True seekers of knowledge would probably appreciate the fact that there is a lot of' wisdom and knowledge to be found in fables. Practically every culture has their own fables, there is so much that can be learned from fables, things like strategy, wisdom, practical ways of living, counsel and instructions on various themes of life. How could one not appreciate a good fable every now and then right? So, I wanted to share this particular fable with you, because there's a lot of truth in it, truth that applies to our everyday situation as prisoners.
The strategy of the grimalkin in this fable is very similar to that of the "Divide and Conquer" strategy that our oppressors use on us today. When we become mistrustful of each other, when we fight each other and kill each other, we are giving our oppressor (the grimalkin) - our true enemy - absolute power over us. As long as we are going at it with each other, they don't have to worry about us trying to rise up against them.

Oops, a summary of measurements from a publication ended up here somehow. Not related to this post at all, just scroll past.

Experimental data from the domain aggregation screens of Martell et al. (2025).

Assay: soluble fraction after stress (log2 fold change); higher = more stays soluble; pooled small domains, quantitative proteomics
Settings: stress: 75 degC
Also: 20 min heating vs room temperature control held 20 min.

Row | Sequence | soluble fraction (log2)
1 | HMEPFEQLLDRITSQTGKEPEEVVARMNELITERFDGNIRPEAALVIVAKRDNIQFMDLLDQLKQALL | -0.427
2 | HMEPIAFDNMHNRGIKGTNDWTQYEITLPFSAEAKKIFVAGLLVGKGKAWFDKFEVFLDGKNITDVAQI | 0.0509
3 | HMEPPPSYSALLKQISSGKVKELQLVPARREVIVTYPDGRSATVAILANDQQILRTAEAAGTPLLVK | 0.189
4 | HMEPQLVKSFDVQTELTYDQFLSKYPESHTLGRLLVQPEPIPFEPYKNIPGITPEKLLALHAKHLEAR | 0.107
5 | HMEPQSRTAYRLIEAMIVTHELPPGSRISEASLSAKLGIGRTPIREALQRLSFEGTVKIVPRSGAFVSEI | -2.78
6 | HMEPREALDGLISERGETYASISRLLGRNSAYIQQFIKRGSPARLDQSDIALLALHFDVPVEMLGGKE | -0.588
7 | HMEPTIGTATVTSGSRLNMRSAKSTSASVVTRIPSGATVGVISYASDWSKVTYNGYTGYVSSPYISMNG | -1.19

How can we be each other’s enemy when we are in the same communities, prisons and in the trenches together, going through the same shit, suffering from the same type of poverty and the same afflictions together? No, brothers and sisters, we are not each other’s enemies, we need to stop hating each other and come to realize that it's the grimalkin who is profiting off of our self-destructive behavior, the grimalkin is our true enemy.
The sooner we realize this the sooner we will be able to reach some type of middle-ground between us and eventually we can try to come together and run the grimalkin down. There's a couple lessons that can be learned from this fable of the "Eagle and the Sow." But one of the most important one is one of the oldest, "Know your Enemy."
Ely State Prison